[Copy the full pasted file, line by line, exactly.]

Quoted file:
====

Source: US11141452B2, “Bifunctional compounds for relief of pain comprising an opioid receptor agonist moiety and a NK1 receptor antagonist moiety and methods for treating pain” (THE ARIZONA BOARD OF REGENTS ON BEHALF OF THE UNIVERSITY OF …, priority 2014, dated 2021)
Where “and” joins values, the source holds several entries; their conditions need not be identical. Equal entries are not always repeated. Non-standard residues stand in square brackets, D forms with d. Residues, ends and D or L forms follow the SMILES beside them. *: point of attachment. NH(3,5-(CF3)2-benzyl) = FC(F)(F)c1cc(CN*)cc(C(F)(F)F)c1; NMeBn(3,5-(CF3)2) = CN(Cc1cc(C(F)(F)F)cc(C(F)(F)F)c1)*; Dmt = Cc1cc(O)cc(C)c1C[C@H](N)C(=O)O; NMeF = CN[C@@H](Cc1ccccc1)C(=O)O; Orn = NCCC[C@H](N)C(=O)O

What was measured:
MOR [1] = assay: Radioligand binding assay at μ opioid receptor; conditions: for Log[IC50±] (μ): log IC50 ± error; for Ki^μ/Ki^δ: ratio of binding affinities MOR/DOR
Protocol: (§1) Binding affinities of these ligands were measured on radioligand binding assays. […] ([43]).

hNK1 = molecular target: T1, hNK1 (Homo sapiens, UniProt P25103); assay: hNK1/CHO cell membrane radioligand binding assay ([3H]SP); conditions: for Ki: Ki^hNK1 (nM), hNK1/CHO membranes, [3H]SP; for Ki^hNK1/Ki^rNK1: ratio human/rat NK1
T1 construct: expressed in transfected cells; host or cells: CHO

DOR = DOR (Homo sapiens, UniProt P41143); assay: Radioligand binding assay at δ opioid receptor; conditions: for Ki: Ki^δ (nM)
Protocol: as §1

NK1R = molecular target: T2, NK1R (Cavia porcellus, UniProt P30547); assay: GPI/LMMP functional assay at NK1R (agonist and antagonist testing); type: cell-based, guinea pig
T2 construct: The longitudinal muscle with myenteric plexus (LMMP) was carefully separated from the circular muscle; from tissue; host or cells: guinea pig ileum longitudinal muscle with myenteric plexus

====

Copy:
Source: US11141452B2, “Bifunctional compounds for relief of pain comprising an opioid receptor agonist moiety and a NK1 receptor antagonist moiety and methods for treating pain” (THE ARIZONA BOARD OF REGENTS ON BEHALF OF THE UNIVERSITY OF …, priority 2014, dated 2021)
Where “and” joins values, the source holds several entries; their conditions need not be identical. Equal entries are not always repeated. Non-standard residues stand in square brackets, D forms with d. Residues, ends and D or L forms follow the SMILES beside them. *: point of attachment. NH(3,5-(CF3)2-benzyl) = FC(F)(F)c1cc(CN*)cc(C(F)(F)F)c1; NMeBn(3,5-(CF3)2) = CN(Cc1cc(C(F)(F)F)cc(C(F)(F)F)c1)*; Dmt = Cc1cc(O)cc(C)c1C[C@H](N)C(=O)O; NMeF = CN[C@@H](Cc1ccccc1)C(=O)O; Orn = NCCC[C@H](N)C(=O)O

What was measured:
MOR [1] = assay: Radioligand binding assay at μ opioid receptor; conditions: for Log[IC50±] (μ): log IC50 ± error; for Ki^μ/Ki^δ: ratio of binding affinities MOR/DOR
Protocol: (§1) Binding affinities of these ligands were measured on radioligand binding assays. […] ([43]).

hNK1 = molecular target: T1, hNK1 (Homo sapiens, UniProt P25103); assay: hNK1/CHO cell membrane radioligand binding assay ([3H]SP); conditions: for Ki: Ki^hNK1 (nM), hNK1/CHO membranes, [3H]SP; for Ki^hNK1/Ki^rNK1: ratio human/rat NK1
T1 construct: expressed in transfected cells; host or cells: CHO

DOR = DOR (Homo sapiens, UniProt P41143); assay: Radioligand binding assay at δ opioid receptor; conditions: for Ki: Ki^δ (nM)
Protocol: as §1

NK1R = molecular target: T2, NK1R (Cavia porcellus, UniProt P30547); assay: GPI/LMMP functional assay at NK1R (agonist and antagonist testing); type: cell-based, guinea pig
T2 construct: The longitudinal muscle with myenteric plexus (LMMP) was carefully separated from the circular muscle; from tissue; host or cells: guinea pig ileum longitudinal muscle with myenteric plexus